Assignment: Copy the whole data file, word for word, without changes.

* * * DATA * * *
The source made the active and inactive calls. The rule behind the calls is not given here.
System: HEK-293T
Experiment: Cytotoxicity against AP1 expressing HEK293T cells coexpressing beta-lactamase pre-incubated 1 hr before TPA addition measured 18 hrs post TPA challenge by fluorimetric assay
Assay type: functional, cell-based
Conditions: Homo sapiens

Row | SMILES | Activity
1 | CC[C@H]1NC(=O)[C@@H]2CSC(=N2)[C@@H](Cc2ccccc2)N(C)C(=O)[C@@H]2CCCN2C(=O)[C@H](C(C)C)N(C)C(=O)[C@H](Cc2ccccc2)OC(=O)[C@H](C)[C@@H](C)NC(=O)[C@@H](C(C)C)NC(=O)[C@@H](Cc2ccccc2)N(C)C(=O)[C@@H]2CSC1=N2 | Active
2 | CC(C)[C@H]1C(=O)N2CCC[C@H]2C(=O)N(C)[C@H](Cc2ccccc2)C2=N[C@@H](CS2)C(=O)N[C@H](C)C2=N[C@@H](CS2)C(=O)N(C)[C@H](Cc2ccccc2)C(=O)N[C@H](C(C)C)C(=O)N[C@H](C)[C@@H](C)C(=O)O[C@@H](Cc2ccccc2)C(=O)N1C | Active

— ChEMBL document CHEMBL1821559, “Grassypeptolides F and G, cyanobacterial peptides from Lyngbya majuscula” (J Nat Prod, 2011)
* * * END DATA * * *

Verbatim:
The source made the active and inactive calls. The rule behind the calls is not given here.
System: HEK-293T
Experiment: Cytotoxicity against AP1 expressing HEK293T cells coexpressing beta-lactamase pre-incubated 1 hr before TPA addition measured 18 hrs post TPA challenge by fluorimetric assay
Assay type: functional, cell-based
Conditions: Homo sapiens

Row | SMILES | Activity
1 | CC[C@H]1NC(=O)[C@@H]2CSC(=N2)[C@@H](Cc2ccccc2)N(C)C(=O)[C@@H]2CCCN2C(=O)[C@H](C(C)C)N(C)C(=O)[C@H](Cc2ccccc2)OC(=O)[C@H](C)[C@@H](C)NC(=O)[C@@H](C(C)C)NC(=O)[C@@H](Cc2ccccc2)N(C)C(=O)[C@@H]2CSC1=N2 | Active
2 | CC(C)[C@H]1C(=O)N2CCC[C@H]2C(=O)N(C)[C@H](Cc2ccccc2)C2=N[C@@H](CS2)C(=O)N[C@H](C)C2=N[C@@H](CS2)C(=O)N(C)[C@H](Cc2ccccc2)C(=O)N[C@H](C(C)C)C(=O)N[C@H](C)[C@@H](C)C(=O)O[C@@H](Cc2ccccc2)C(=O)N1C | Active

— ChEMBL document CHEMBL1821559, “Grassypeptolides F and G, cyanobacterial peptides from Lyngbya majuscula” (J Nat Prod, 2011)